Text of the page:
enjoy and by the way you will probably be ruined for all other fly rods, bamboo gets its hooks in you.
  5. Gatorator Member

    Posts: 277
    Pend Oreille Valley, Idaho
    Ratings: +1 / 0
    A Hardy Palakona DeLuxe. 9 foot. Supposedly made in 1922.

    A refinished rod of indeterminate past.

    I will post pictures later.
  6. Tom Bowden Active Member

    Posts: 446
    Black Diamond, WA
    Ratings: +72 / 3
    You need to try different lines to determine what works best. Bamboo is a natural material, so every rod is a little bit different - just like the people who cast with them. Many rods were designed for double taper lines, but many cast even better with a weight forward. Also, don't be afraid to try heavier lines. The rod I use for most of my lake fishing casts best with a WF6, but bends more than my partner's 4-weight graphite rods when playing a fish.

    Bamboo rods will "take a set" if bent for too long a period. Don't use them for trolling, don't store them in the PVC tubes on the side of a drift boat, and try to rotate the rod while landing a big fish. It's also important to store them in a dry place. Other than that, bamboo rods are very durable. Many graphite rods have very thin walls and will break easily if the finish is scratched. It's almost impossible to break a well-made bamboo rod section, and even if you do, a rodmaker can usually glue it back together.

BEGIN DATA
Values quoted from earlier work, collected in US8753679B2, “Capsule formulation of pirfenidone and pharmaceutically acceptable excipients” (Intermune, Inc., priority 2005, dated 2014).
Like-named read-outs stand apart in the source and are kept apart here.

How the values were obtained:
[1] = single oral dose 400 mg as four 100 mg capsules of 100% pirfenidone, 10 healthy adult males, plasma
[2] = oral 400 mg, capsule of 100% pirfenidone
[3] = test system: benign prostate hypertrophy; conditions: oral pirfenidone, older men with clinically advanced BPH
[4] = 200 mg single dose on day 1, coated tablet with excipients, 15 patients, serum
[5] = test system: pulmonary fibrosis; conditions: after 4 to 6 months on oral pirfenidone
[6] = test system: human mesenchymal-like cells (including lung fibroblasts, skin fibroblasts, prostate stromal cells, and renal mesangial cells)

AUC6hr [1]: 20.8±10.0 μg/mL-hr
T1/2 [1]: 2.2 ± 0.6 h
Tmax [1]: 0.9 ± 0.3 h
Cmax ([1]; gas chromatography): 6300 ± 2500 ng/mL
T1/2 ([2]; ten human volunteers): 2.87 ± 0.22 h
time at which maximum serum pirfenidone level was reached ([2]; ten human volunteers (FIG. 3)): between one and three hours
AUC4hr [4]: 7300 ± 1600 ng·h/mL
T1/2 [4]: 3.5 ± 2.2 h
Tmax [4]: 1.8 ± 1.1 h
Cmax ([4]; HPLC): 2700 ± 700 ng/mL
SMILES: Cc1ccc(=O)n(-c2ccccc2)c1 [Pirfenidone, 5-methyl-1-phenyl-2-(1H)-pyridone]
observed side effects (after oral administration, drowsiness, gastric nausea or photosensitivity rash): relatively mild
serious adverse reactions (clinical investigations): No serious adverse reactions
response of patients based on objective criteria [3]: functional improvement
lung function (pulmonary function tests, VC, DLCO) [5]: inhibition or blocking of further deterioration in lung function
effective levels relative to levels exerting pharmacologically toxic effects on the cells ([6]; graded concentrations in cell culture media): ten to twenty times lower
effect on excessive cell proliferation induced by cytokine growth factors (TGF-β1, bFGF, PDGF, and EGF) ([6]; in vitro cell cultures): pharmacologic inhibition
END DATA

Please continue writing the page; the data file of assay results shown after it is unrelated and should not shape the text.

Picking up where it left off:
Let us know the markings on your rods. They may be real collectors items!

    Tom
    Kent, WA
  7. Upton O Blind hog fisherman

    Posts: 2,158
    out of state now
    Ratings: +211 / 0
    As I read your posts I laugh with a memory of my father. He owned an Orvis "bamboo" rod and eventually pasted it on to me. The laugh is from how "strong" he corrected me when I referred to his rod as "bamboo". The word would result in a "strong" look and the correction was always "It is a Tonkin Cane rod...". Anyway, I no longer have that rod but I do have one I purchased for him in 1966. My avatars are cutts I caught with it after it sat unused for many many years. I went to the Orvis store in Bellevue and they helped me fit it with a new reel and line after casting in their parking lot. Some good folks there. They suggested I not use it but save it as a collector's item. Not my style. Anyway, I'm enjoying the post.
  8. Joseph Freeman dUMB aRKiE

    Posts: 95
    Burnett Wa.